Jump to content

Posted Image

PCS & Stuart M. Grant - Cichlid Preservation Fund - Details here

September Fish of the Month - Uaru amphiacanthoides "Triangle Cichlid" - Details soon

PCS Auction Night - Tuesday 5th November - Details here

International Guest Rusty Wessel - Tuesday 10th December - Details soon


Member Since 08 Dec 2010
Offline Last Active Aug 20 2019 01:22 PM

#334115 Peppermint Bristlenose Breeding

Posted by G-Force on 27 January 2015 - 09:38 PM

+1 with temp at 28. You can drop it down to 27 with a big water change as well to help simulate their natural environment.

Cave size shouldn't be an issue at all, they love a tight fit. But definitely reduce the number of caves. I like having the cave close to other driftwood so that the females will hang around naturally.


I've never had an issue with lighting effecting breeding but that's just me. Plenty of people online on both sides of the lighting argument. 

#331861 Starting Planted Tank

Posted by G-Force on 28 November 2014 - 07:24 PM

You can do a planted tank very cheaply or very expensive. How much you put into it will affect how well/fast the plants grow but it is possible to grow *most* plants with just the basics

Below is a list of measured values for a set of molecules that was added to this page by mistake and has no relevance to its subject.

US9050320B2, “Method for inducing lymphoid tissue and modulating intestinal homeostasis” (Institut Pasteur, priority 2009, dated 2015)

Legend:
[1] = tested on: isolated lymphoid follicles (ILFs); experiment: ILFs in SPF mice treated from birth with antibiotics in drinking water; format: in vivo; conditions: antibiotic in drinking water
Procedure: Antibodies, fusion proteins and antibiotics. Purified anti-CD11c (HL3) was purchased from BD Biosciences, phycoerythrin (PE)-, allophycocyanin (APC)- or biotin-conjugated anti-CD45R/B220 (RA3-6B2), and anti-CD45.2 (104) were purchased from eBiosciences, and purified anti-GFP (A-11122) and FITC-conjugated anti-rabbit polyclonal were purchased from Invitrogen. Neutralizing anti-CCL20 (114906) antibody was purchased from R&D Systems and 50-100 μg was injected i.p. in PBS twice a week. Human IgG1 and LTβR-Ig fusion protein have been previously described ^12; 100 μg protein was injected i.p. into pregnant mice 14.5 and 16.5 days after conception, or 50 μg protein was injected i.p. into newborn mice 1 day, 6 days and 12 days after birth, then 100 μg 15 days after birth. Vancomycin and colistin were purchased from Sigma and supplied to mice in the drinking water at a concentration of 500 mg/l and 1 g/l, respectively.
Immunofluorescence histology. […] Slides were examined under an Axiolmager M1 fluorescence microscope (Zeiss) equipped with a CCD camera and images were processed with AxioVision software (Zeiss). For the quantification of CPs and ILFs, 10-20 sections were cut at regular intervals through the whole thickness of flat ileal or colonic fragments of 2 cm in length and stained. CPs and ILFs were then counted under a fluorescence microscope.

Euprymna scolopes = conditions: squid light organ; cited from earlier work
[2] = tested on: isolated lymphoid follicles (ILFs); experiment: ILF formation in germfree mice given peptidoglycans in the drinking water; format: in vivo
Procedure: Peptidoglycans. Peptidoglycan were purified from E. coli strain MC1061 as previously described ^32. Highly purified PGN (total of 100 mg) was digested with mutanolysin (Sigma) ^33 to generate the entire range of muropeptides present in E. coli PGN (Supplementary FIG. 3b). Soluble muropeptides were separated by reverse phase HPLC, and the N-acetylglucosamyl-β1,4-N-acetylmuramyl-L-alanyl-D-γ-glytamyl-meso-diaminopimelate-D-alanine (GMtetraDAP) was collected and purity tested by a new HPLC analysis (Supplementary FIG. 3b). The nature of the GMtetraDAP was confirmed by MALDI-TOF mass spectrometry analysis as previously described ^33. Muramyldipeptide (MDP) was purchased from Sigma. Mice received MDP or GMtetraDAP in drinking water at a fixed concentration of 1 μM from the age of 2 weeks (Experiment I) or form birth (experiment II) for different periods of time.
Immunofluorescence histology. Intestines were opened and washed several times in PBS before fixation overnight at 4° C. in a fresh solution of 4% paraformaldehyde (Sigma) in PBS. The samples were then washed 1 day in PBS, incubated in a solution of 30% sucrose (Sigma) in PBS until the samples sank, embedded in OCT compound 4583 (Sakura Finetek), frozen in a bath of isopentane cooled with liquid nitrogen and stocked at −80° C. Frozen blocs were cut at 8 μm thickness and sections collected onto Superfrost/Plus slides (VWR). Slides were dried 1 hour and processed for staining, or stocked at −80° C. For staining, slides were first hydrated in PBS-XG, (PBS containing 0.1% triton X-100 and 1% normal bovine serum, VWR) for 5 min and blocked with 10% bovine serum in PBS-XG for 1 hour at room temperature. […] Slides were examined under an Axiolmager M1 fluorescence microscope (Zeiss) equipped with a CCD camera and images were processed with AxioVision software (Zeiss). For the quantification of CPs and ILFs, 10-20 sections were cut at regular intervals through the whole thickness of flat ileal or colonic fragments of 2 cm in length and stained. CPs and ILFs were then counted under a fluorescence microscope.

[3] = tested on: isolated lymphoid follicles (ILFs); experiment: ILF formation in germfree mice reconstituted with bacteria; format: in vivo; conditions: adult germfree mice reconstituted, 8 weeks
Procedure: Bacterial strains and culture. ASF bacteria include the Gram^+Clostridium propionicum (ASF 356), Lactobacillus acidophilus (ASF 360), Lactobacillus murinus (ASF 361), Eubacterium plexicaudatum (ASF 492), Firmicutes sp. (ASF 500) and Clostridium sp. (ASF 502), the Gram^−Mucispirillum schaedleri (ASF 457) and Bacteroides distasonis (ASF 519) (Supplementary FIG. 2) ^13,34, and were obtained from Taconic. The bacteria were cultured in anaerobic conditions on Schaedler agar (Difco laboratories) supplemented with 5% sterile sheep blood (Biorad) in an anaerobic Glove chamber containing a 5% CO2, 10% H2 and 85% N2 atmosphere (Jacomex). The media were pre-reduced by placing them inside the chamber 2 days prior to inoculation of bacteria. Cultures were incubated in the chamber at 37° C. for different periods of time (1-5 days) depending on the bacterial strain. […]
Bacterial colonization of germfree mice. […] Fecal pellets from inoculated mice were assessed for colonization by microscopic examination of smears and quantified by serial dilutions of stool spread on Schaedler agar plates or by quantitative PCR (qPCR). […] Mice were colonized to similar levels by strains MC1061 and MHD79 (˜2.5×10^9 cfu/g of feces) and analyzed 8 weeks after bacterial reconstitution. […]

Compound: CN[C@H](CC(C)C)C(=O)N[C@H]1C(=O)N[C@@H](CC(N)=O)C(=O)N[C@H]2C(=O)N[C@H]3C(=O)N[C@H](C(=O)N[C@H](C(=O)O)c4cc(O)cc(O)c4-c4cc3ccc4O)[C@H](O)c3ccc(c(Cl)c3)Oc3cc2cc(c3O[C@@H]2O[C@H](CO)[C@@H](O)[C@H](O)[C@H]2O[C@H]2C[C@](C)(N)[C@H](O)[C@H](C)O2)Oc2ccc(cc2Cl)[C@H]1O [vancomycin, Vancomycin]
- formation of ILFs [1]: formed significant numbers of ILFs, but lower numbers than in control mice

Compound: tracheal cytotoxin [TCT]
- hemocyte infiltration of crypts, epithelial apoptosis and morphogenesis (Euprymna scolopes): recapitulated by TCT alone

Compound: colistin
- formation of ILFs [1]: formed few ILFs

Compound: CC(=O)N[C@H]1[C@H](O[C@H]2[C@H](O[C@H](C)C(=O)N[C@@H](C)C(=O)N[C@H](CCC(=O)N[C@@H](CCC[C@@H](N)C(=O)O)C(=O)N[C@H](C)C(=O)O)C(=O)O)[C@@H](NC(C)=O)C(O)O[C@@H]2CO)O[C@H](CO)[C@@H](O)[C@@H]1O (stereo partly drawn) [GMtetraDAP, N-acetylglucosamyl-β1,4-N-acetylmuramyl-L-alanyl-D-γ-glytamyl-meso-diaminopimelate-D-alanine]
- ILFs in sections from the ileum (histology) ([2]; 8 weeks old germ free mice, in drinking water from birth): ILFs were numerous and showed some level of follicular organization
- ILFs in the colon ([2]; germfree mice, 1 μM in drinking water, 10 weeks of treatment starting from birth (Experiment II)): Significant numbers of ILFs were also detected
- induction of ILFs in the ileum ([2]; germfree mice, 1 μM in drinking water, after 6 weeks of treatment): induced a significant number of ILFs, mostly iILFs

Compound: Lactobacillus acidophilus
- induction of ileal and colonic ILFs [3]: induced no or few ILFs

Substrate can simply be a fine-ish gravel or you could go all out with something like the ADA substrate (http://www.adaaust.c...soil_series.htm). Can also supplement the main substrate with additional bottom layers but I'm not very experienced in that area.

Plants need three things, light, nutrients and Co2. Which ever off these three is the lowest is going to be your growth bottleneck. if you're not using heavy ferts and/or high lightning then you dont need Co2. If you want to have a little bit of a boost you can go the DIY Co2 approach using yeast/sugar (plenty of guides around for this).

Ultimately it depends on what you want out of your planted tank and specifically what types of plants you're looking to grow.


#331467 Diy Co2

Posted by G-Force on 19 November 2014 - 11:39 AM

One trick I've seen is throw in half a teaspoon of vegemite. apparently it helps the yeast last longer by providing it with a yeast based food